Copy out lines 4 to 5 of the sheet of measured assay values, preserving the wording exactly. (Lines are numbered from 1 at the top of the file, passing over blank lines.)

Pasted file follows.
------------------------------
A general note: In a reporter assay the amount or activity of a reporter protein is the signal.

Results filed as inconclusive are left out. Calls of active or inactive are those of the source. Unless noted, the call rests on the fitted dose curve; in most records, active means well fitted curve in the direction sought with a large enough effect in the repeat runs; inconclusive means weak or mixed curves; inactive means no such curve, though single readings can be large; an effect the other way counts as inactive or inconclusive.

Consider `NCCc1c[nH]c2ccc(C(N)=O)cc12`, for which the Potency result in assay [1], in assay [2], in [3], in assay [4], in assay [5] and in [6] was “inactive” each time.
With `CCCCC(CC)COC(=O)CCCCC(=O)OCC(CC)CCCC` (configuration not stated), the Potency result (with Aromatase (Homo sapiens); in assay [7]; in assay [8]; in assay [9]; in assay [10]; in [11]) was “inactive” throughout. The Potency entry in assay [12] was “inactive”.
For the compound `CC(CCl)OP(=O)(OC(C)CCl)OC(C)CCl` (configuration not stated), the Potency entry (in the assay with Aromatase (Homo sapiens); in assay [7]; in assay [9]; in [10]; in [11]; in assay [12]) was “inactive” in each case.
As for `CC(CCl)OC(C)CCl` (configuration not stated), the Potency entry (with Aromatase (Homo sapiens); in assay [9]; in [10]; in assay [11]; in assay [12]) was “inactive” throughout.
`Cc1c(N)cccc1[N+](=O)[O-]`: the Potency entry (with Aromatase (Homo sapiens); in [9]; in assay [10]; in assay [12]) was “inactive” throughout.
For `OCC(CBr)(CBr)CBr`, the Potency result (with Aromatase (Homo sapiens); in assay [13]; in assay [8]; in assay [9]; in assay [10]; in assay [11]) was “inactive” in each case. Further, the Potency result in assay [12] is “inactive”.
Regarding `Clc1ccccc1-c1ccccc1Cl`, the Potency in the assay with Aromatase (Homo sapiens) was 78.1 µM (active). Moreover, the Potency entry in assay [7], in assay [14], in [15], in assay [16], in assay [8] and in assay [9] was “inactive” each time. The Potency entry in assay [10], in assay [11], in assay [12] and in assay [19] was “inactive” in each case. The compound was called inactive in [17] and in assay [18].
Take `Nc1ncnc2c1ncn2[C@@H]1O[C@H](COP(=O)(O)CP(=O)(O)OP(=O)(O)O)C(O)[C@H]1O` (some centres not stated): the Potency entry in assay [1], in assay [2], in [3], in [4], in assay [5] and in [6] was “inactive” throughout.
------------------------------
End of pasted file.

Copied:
With `CCCCC(CC)COC(=O)CCCCC(=O)OCC(CC)CCCC` (configuration not stated), the Potency result (with Aromatase (Homo sapiens); in assay [7]; in assay [8]; in assay [9]; in assay [10]; in [11]) was “inactive” throughout. The Potency entry in assay [12] was “inactive”.
For the compound `CC(CCl)OP(=O)(OC(C)CCl)OC(C)CCl` (configuration not stated), the Potency entry (in the assay with Aromatase (Homo sapiens); in assay [7]; in assay [9]; in [10]; in [11]; in assay [12]) was “inactive” in each case.